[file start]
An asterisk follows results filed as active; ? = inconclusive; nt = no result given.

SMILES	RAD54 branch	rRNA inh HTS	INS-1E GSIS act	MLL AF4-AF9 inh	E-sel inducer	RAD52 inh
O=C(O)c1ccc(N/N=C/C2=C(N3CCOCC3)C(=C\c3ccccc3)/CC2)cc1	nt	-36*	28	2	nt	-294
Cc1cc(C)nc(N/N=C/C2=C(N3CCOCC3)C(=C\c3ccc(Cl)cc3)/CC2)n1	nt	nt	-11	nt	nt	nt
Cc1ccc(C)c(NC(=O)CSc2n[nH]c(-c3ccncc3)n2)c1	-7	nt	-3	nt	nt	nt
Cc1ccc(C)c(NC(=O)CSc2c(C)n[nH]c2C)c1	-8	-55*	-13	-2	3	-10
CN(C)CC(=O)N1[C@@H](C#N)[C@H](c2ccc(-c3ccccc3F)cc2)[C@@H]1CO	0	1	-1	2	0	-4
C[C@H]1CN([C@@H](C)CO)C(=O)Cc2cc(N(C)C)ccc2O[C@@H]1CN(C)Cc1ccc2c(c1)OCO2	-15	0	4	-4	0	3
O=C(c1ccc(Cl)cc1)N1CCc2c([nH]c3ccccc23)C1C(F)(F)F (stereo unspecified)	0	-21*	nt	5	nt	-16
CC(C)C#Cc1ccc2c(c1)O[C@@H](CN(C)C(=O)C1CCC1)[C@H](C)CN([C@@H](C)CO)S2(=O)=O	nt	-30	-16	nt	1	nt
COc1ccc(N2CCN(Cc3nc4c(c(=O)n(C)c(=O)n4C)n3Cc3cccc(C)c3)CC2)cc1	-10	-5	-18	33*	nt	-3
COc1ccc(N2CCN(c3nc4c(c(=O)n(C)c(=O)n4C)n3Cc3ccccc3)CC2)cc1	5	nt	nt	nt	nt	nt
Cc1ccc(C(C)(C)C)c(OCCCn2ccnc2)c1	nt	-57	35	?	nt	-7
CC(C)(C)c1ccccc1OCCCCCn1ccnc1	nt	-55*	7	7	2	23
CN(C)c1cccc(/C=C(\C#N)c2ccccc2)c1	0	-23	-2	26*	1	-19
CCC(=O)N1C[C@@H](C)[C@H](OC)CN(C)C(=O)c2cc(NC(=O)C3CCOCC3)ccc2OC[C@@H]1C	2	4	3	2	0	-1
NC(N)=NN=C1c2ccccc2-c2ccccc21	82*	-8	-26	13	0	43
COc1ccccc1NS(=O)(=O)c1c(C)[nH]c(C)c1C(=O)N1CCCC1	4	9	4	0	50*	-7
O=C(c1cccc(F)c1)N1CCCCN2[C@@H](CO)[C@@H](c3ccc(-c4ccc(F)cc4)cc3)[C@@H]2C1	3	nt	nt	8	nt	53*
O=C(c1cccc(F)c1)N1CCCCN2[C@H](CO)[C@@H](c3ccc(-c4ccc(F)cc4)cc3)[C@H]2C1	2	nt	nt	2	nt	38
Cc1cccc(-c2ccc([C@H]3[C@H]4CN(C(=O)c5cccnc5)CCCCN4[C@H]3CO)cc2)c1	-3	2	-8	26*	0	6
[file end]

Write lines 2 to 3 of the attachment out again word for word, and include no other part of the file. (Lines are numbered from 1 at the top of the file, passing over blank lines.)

SMILES	RAD54 branch	rRNA inh HTS	INS-1E GSIS act	MLL AF4-AF9 inh	E-sel inducer	RAD52 inh
O=C(O)c1ccc(N/N=C/C2=C(N3CCOCC3)C(=C\c3ccccc3)/CC2)cc1	nt	-36*	28	2	nt	-294